3142. For I have swept the house. That this signifies that all things were prepared, and full of goods, is evident from the signification of "sweeping," as being to prepare and to be filled (of which we shall speak presently); and from the signification of a "house" as being good (concerning which above, n. 2233, 2234, 2559; and that man himself, from the good which is in him, is called a house, n. 3128). The reason "to sweep" signifies to prepare and to be filled, is that nothing else is required of man than to sweep the house; that is, to reject the cupidities of evil and the derivative persuasions of falsity; for he is then filled with goods, because good is continually flowing in from the Lord-but into "the house," that is, into the man who is purified from such things as impede the influx, that is, which reflect, or pervert, or suffocate the inflowing good. Hence it was common with the ancients to speak of sweeping or cleaning the house, and of sweeping and preparing the way; and by sweeping the house was meant to purify one's self from evils, and thereby to prepare one's self for goods to enter; but by sweeping the way was meant to prepare one's self so that truths might be received (for by a "house" was signified good, n. 3128; and by a "way," truth, n. 627, 2333).  As in Isaiah:
The voice of one crying in the wilderness, Sweep [prepare] ye the way of Jehovah; make straight in the desert a highway for our God (Isa. 40:3).
In the same:
Cast up, cast up, sweep [prepare] the way, take away the stumbling-block out of the way of My people (Isa. 57:14).
Go through, go through the gates, sweep [prepare] the way of the people; cast up, cast up the highway, gather out the stones (Isa. 62:10).
Behold I send Mine angel, and He shall sweep [prepare] the way before Me; and the Lord, whom ye seek, shall suddenly come to his temple (Mal. 3:1).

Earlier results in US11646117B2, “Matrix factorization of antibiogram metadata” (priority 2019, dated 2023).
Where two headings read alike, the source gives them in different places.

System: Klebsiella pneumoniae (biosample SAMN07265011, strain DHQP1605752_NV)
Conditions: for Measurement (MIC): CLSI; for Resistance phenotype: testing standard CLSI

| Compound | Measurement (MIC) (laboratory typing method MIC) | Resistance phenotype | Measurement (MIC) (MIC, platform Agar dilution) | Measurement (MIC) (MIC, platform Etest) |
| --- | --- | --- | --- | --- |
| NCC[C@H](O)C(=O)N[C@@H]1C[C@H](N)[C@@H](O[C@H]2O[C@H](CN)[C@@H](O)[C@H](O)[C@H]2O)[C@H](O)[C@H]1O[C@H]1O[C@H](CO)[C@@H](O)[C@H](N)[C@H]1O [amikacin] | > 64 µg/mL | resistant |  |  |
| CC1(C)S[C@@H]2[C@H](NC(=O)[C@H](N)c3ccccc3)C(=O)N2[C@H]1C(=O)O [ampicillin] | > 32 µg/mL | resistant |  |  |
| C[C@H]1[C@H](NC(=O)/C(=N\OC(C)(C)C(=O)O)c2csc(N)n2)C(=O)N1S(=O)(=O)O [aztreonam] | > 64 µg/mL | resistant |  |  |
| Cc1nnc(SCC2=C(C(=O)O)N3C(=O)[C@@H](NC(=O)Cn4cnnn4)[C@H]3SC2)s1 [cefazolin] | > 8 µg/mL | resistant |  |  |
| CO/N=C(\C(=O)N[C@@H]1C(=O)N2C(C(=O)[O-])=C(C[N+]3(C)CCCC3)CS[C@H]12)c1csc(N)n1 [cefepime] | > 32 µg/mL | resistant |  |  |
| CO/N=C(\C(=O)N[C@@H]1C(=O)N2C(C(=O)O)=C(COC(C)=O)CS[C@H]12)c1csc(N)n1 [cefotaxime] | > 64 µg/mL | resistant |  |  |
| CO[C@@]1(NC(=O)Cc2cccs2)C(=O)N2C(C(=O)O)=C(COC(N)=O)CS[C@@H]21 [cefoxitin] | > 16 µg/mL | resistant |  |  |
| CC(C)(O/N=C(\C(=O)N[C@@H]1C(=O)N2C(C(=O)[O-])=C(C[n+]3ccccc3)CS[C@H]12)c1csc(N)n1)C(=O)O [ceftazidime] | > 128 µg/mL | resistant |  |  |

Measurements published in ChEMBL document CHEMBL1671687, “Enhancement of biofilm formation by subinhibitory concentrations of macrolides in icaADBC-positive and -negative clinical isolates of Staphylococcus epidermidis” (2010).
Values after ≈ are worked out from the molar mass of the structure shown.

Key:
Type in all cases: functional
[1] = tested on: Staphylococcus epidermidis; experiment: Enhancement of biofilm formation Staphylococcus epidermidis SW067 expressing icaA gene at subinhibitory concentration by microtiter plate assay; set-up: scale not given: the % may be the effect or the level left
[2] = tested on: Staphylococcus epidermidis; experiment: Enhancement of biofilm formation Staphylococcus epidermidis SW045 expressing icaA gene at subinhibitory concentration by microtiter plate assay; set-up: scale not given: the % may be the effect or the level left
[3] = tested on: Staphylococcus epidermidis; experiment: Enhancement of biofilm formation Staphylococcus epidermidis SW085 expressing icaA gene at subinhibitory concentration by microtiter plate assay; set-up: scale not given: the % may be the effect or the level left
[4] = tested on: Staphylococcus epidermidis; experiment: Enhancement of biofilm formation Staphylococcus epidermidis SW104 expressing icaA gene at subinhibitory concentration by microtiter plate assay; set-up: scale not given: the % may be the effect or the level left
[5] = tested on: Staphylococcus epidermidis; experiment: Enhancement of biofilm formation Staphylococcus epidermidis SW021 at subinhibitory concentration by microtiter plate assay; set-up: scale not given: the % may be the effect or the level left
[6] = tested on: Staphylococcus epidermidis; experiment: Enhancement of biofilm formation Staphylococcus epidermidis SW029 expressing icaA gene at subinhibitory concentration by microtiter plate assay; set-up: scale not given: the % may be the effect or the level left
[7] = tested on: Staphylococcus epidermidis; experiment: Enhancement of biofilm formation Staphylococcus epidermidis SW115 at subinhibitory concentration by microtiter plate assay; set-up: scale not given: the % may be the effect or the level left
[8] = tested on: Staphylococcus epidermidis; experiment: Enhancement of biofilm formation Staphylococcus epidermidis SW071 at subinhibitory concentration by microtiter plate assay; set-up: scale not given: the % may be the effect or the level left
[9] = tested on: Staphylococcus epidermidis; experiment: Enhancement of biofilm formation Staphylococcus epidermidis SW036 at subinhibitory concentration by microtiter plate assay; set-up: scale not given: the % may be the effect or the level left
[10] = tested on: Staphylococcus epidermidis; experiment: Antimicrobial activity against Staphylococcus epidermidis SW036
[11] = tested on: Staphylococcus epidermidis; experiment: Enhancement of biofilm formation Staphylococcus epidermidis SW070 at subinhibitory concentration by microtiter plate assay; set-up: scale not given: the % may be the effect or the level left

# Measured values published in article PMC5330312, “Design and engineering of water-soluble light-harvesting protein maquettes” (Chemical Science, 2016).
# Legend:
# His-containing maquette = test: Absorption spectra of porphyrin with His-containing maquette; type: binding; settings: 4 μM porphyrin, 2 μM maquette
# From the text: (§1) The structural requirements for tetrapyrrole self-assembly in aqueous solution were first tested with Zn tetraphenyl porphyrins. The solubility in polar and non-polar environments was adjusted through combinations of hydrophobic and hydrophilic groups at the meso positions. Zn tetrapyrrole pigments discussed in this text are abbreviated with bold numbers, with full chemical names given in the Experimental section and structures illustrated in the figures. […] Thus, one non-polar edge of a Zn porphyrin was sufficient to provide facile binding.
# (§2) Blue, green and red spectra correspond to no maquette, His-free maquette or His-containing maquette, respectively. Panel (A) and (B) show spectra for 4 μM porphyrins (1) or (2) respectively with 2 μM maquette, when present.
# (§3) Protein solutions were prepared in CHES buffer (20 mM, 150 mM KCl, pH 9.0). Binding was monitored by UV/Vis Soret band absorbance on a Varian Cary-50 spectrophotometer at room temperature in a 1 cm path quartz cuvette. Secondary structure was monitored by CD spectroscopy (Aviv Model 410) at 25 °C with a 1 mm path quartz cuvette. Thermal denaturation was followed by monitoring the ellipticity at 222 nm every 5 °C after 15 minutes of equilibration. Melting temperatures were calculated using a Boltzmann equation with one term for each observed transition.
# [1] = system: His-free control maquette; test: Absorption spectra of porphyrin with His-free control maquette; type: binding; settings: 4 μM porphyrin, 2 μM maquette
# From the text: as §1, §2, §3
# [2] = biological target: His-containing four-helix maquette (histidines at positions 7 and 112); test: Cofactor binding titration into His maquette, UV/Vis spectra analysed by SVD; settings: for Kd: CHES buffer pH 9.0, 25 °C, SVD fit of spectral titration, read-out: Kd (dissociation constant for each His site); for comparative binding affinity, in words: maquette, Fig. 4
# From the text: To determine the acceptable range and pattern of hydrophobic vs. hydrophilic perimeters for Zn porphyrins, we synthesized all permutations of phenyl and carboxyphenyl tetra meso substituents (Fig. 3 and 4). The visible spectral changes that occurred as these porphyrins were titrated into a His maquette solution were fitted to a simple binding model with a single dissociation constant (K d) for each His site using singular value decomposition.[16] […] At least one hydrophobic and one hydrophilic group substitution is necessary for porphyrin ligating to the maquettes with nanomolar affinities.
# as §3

In these passages, to "sweep the way" signifies to make themselves ready and prepare to receive truth. The subject treated of therein is the advent of the Lord, for which they were to prepare themselves for receiving the truth of faith, and thereby the good of charity, and by this eternal salvation.
 In David:
Thou hast brought a vine out of Egypt, Thou didst drive out the nations and plantedst it; Thou didst sweep before it, and didst cause its root to be rooted, and it filled the land (Ps. 80:8-9);
where in the supreme sense the Lord is treated of; the "vine out of Egypt" is truth from memory-knowledges; "driving out the nations" is purifying from evils; "sweeping before it," is making ready so that goods may fill. In the opposite sense "to sweep the house" is said also of the man who deprives himself of all goods and truths, and thus is filled with evils and falsities; as in Luke:
The unclean spirit, finding no rest, says, I will return into my house whence I came out; and when he is come he findeth it swept and garnished; then goeth he and taketh to him seven other spirits worse than himself, and they enter in and dwell there (Luke 11:24-26; Matt. 12:43-45).